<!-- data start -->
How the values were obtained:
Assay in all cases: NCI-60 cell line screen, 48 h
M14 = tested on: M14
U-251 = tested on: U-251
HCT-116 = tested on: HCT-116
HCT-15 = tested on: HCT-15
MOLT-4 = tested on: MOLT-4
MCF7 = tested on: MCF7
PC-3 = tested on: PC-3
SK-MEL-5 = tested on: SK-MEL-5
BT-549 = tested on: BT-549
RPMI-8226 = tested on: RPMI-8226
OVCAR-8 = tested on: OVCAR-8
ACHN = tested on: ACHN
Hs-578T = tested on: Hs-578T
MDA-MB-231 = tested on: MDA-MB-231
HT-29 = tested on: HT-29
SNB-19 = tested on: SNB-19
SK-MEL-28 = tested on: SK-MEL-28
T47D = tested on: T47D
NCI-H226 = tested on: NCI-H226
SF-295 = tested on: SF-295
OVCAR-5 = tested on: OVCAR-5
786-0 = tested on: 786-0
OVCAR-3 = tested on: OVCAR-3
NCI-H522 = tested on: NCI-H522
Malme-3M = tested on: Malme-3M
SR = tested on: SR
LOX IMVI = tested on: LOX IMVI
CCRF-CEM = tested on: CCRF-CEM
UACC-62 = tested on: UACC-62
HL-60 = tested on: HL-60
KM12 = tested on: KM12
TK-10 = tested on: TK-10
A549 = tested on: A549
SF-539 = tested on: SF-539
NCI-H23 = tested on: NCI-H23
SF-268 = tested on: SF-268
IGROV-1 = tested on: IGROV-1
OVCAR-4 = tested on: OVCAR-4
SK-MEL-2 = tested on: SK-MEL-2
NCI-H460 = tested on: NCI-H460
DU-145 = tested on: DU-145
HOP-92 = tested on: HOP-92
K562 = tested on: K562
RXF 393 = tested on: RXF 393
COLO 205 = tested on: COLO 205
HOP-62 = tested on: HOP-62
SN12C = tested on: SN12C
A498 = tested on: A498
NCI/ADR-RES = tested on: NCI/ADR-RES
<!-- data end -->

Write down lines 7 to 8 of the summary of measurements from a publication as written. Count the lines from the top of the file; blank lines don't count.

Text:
MOLT-4 = tested on: MOLT-4
MCF7 = tested on: MCF7